When what you see is NOT what you get

Saw a reference to a Kishore Kumar song today – “Phoolon ka taaron ka” from the movie “Hare Rama Hare Krishna” – the Dev Anand movie of 1971 with Zeenat Aman as his lost (in more ways than one) sister.  Seems that the posting was related to Raksha Bandhan – celebrated yesterday, but it jogged up a different memory for me.

When the movie was released, my maternal grand mother was  visiting us in Delhi. Not sure that Indian Express, the old undivided one, our staple diet for daily news, used to have movie reviews in those days.  Or if there was one, whether it used to be read to decide which movies to see. I remember though that the paper used to have a half page full of mini movie posters in the Sunday edition.  Well, tickets were booked, and my mom & brother decided to take my grand mother along too. Seeing the title they expected to see a mythological film, or one with a strong connection to Rama and Krishna.

The pious lady that my grand mother was, one can only imagine her trauma of having to endure the 2 plus hours of Dev Anand’s iconic movie of the time on the hippy culture, drugs and it’s negative impact on youngsters. Just imagining her having to watch a skimpily clad Zeenat inDum Maaro Dum along with her grandson – my brother – brought a smile to my face. She must have most definitely closed her eyes! While my brother must have kept his – wide wide open!!! 🙂

Dear reader, any other movie titles that you have been mislead by?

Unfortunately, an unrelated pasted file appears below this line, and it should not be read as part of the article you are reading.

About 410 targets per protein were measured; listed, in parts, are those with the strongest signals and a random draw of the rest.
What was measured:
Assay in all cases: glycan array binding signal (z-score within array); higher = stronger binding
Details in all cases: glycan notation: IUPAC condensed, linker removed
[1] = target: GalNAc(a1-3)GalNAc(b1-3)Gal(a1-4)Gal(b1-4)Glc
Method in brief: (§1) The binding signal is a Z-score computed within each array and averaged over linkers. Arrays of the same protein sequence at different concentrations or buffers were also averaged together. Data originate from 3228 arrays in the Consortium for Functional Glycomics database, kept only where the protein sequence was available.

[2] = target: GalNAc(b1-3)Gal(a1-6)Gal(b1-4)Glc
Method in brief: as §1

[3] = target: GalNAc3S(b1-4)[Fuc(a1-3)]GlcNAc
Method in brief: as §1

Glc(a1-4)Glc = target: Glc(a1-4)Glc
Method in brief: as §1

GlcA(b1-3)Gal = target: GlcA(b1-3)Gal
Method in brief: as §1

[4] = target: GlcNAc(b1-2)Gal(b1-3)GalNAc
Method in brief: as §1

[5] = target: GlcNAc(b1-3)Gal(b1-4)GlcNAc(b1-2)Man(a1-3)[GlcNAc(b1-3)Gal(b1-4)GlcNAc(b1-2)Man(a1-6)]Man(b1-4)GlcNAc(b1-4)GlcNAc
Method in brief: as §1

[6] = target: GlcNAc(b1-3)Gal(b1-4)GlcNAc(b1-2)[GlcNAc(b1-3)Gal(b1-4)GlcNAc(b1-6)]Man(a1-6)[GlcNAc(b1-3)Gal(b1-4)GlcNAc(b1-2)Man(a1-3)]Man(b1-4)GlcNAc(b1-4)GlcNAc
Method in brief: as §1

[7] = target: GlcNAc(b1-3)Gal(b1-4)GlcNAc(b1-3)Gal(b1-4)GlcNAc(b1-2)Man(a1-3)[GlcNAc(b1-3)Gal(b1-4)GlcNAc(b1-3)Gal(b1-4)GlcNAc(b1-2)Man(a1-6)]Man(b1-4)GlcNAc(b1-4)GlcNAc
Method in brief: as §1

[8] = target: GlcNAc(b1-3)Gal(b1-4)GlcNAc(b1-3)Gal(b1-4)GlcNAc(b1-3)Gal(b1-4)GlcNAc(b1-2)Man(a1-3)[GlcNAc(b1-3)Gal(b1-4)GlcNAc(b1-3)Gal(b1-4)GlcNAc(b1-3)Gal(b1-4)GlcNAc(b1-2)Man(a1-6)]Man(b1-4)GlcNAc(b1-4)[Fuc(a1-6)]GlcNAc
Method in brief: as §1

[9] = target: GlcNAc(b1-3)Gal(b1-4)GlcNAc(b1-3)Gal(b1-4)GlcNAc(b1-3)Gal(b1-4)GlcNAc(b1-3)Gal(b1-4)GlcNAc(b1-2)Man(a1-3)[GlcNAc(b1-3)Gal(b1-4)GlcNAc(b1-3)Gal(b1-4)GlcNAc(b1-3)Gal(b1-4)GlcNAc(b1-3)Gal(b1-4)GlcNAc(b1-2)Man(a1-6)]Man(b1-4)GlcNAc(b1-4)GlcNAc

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6 responses to “When what you see is NOT what you get

  1. A.K.Rajeshkumar

    Hello Ravi,
    I had a very similar experience. Not sure how many tamil movies you had watched. But there was a movie called “Ram Lakshman” released during my school days. It was a summer vacation and all of our cousins visited arupukottai in my grand parent’s house. We always did this once a year during the summer vacation. My grandfather who never used to go to cinema (he considered that to be as bad as smoking and drinking !!), decided to take all his grand children to this movie thinking that this was a narration of Ramayana. But it ended up to be a Kamalahasan and Sripriya movie. Not withstanding Sripriya there was also an item number in that movie by Jeyamalini (Look at this link http://www.dailymotion.com/video/xu8txv_oona-vandhu-kamal-haasan-tamil-song-ram-laxman_shortfilms) .
    He underwent the same experience that your grandma had !!

    regards,
    AK

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  2. Hilarious! My cousin had a slightly different but equally amusing experience.

    Back in those days, my uncle was posted at the Atomic Power Station in Kalpakkam (near Madras, as it was then known), and they all lived in the colony. In that cocooned atmosphere, there was an exciting monthly event to look forward to — an open-air movie screening!

    My cousin, around 14 years old, told his parents that the movie to be screened that month was “The Day of the Jackal”. My uncle, aware that the movie contained a “bedroom scene”, promptly declared that he had heard the movie was lousy — he initially refused to accompany them. But he was contradicted by the others — his wife, daughter and son the cousin I’m referring to), and all four of them ultimately went to the movie.

    During the movie, when the said scene appeared on the screen, my uncle (seated next to my cousin) said, “Tale baggisu” [lower your head]. My cousin, rather confused, bent his head slightly but kept looking at the screen. My uncle then ordered him “Kannu mucchiko” [close your eyes]. Again, my cousin, squinting, kept looking at the screen. Then, my uncle, who could take it no more, cupped his palm loosely over my cousin’s eyes — but not too effectively — my cousin did see it all!